From face masks to air purifiers: what actually works to protect us from bushfire smoke?
Bushfire smoke has now been blanketing parts of Australia for months. This week the air quality in Sydney reached new lows, reported to be 12 times hazardous levels in some parts of the city on Tuesday.
Beyond being stifling and unpleasant, people are experiencing irritated eyes and breathing difficulties.
Statistics emerging from hospital records show an increase in emergency hospital admissions for a range of diseases from asthma to heart disease and stroke.
We’ll only fully understand the longer term health effects in the weeks and months to come.
When the situation is as bad as it has been in Sydney over the past few days, people stop asking questions about whether air pollution has an impact on health; we know it has. The question on everybody’s mind now is: how can I protect myself and my family?
Does staying indoors help?
Our natural instinct tells us if the conditions outside are bad, we should seek refuge inside. The indoor environment provides some protection against bushfire smoke and outdoor air pollution in general, but the degree of protection depends on the type of building and importantly, its ventilation.
Buildings such as shopping centres, most modern office buildings and hospitals are equipped with heating ventilation and air conditioning (HVAC) systems, which incorporate air filters.
The efficiency of these systems depends on the filter technology and the size of the filtered particles. Smaller particles are generally more difficult to catch and remove, but sophisticated technology can achieve this. It varies, but what we call HEPA (high efficiency particulate air) filters can remove close to 100% of airborne particles.
The particles we’re concerned about in bushfire smoke are ultrafine particles. So these are likely to be removed with HEPA filters, but could get through less sophisticated filters.
Residential homes and apartments are not commonly equipped with HVAC systems. Instead, they’re naturally ventilated, typically by opening the windows. So in residential houses, the indoor concentrations of pollutants are often close to the outdoor concentrations, particularly when the windows are open.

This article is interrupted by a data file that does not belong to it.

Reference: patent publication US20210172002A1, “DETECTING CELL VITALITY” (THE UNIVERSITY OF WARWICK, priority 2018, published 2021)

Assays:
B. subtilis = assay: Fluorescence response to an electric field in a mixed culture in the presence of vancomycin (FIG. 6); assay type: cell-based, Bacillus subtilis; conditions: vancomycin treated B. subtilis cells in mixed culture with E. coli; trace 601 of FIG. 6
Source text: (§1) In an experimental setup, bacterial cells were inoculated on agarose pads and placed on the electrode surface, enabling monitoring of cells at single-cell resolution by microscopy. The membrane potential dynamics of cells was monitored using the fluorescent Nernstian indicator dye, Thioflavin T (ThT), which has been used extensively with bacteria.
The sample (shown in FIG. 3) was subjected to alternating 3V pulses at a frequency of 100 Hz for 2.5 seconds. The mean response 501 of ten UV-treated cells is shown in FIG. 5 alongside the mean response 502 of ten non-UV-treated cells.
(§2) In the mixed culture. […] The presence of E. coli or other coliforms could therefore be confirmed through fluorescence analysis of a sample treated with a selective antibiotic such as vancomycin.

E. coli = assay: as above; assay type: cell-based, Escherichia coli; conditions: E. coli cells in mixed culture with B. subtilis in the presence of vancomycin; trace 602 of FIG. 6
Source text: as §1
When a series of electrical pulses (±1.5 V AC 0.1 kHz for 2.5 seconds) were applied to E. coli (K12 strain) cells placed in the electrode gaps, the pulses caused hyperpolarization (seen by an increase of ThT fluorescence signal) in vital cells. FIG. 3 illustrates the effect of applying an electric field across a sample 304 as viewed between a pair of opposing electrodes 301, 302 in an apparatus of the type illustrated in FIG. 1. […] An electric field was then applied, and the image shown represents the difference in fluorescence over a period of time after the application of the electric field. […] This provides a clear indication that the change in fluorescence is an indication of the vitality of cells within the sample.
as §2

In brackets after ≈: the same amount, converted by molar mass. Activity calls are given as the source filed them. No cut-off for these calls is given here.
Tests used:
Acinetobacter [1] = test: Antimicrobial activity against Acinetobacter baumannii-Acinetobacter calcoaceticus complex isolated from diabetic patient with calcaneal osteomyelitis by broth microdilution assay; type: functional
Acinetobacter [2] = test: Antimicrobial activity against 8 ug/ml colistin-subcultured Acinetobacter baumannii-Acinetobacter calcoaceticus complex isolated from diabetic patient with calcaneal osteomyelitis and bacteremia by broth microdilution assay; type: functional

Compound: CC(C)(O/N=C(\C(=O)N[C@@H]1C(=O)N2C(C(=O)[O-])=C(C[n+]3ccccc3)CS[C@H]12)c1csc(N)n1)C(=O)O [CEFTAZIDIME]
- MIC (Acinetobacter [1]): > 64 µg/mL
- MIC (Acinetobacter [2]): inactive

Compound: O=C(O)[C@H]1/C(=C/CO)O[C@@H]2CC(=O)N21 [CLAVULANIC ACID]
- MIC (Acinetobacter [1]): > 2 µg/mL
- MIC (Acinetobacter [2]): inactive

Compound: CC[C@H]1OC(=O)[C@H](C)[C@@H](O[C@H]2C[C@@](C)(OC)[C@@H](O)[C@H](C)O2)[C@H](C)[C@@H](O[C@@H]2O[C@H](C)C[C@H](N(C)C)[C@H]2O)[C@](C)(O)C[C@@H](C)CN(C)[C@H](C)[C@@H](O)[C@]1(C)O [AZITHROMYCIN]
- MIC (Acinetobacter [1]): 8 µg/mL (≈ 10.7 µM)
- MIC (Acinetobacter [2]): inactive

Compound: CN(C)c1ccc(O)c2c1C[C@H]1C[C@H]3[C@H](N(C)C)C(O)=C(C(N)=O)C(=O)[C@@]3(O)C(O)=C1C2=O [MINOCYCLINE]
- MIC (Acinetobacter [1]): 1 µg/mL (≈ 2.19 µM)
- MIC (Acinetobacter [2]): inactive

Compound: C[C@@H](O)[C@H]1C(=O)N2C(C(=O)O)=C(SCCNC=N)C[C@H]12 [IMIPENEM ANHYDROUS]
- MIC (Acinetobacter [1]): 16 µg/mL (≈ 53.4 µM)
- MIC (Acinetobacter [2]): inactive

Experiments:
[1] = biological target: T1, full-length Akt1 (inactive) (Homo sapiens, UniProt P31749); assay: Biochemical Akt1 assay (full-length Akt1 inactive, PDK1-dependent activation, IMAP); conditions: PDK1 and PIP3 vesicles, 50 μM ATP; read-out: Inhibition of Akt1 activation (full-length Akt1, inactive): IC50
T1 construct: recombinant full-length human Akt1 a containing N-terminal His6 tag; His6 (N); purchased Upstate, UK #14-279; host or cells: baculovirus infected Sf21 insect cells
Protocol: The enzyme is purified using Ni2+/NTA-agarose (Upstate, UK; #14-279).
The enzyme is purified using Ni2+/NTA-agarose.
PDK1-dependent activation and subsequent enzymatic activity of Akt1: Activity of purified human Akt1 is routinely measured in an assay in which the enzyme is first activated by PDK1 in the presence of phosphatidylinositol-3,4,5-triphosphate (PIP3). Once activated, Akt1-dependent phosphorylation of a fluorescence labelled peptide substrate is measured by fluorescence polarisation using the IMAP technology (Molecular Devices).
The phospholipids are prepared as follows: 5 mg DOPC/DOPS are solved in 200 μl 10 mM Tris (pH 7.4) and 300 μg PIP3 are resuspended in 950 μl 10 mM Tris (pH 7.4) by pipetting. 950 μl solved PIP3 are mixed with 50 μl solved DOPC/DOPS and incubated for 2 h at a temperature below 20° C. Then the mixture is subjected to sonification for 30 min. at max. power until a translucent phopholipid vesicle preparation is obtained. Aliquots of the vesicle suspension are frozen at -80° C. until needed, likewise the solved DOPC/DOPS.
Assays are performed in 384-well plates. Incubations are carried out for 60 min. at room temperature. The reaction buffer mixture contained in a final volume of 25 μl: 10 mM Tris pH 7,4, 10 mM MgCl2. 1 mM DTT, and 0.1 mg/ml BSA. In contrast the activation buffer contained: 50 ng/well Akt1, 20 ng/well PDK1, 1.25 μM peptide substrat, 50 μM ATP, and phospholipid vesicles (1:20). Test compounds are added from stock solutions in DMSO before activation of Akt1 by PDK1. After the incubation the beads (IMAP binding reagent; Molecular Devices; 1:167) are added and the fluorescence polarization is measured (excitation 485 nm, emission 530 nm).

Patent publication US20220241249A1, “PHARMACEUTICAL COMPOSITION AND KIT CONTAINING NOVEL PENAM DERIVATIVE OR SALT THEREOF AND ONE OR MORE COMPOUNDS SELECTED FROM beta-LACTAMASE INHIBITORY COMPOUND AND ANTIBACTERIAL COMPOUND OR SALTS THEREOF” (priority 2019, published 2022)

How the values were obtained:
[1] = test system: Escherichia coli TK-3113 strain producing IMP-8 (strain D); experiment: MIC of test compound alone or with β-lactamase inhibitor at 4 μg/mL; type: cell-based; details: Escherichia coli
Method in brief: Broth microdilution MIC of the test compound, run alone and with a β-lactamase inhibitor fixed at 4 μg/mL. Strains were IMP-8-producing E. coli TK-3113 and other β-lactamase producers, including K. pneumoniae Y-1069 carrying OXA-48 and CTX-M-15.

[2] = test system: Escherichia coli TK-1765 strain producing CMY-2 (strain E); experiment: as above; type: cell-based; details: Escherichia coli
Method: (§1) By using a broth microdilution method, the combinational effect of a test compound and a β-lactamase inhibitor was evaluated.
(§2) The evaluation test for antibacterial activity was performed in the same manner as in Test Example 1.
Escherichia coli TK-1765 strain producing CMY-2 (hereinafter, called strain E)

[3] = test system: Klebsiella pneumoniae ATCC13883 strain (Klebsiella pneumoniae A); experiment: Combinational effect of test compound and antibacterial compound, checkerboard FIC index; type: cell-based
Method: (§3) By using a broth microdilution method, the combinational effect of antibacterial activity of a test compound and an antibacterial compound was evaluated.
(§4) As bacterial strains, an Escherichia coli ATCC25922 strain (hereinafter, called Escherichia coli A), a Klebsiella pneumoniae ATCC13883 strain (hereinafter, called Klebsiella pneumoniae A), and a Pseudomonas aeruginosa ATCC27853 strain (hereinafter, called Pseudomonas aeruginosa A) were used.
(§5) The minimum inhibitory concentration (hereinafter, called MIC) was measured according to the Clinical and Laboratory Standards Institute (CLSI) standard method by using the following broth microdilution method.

Even if the windows are closed, outdoor pollutants will penetrate indoors if the building is “leaky”, meaning there are cracks the air can get through. This is the case in many old buildings, particularly those built from timber.
One option to improve the quality of indoor air is to use air purifiers. Air purifiers use a system of internal fans to pull the air through a series of filters that remove airborne particles. The air purifier then circulates the purified air back into the room.
But again, the protection offered by purifiers can range from low to very high. As with filtration systems, the level of protection depends on the type of purifier you have. Those equipped with HEPA filters are much more efficient.
Their effectiveness also depends on the volume of air the purifier services, the setting (one room or several interconnected rooms), the ventilation rate (this is measured by how many times the whole volume of air is exchanged per hour) and how it is set to operate (continuous or intermittent).
To put this in context, operating a purifier equipped with a HEPA filter in a typical bedroom would significantly reduce the concentration of air pollution in the bedroom, most likely to a safe level. However, operating a less efficient purifier in a large, open plan house is not likely to help much.
Many people consider face masks to be the best protection against air pollution. But for the most part, they merely provide a false sense of security.
Firstly, a mask is only effective if it’s properly fitted: if the fit is not perfect, most of the small particles, such as those present in the pollution plume from bushfires, will get through.
Secondly, the efficiency of the mask depends on the behaviour of the person wearing it. This includes how long you wear the mask for and how often you take it off. Considering wearing a mask is uncomfortable – particularly when it’s hot – it’s not easy to keep it on all the time.
Industrial style masks are more fitted than simple fabric masks, so can be more effective – but still depend on the wearer’s behaviour. These are not practical to wear all the time.
And if it’s questionable whether a mask will protect an adult, it’s even less likely to protect a small child. A child cannot be expected to tolerate the inconvenience and discomfort of correctly wearing a mask.
In summary, indoors we are protected to some degree from outdoor air pollution, so consider staying inside where possible – particularly if you have an existing health condition.
You might like to wear a mask or invest in an air purifier. These may help to some degree, but are emergency measures that don’t in themselves represent a solution.
While the air quality is likely to improve in Sydney and other affected regions as these fires ease, our changing climate means we can only expect to be in this situation more and more. The only real way forward is to address the climate crisis urgently and decisively.
Lidia Morawska, Professor, Science and Engineering Faculty; Director, International Laboratory for Air Quality and Health (WHO CC for Air Quality and Health); Director – Australia, Australia – China Centre for Air Quality Science and Management (ACC-AQSM), Queensland University of Technology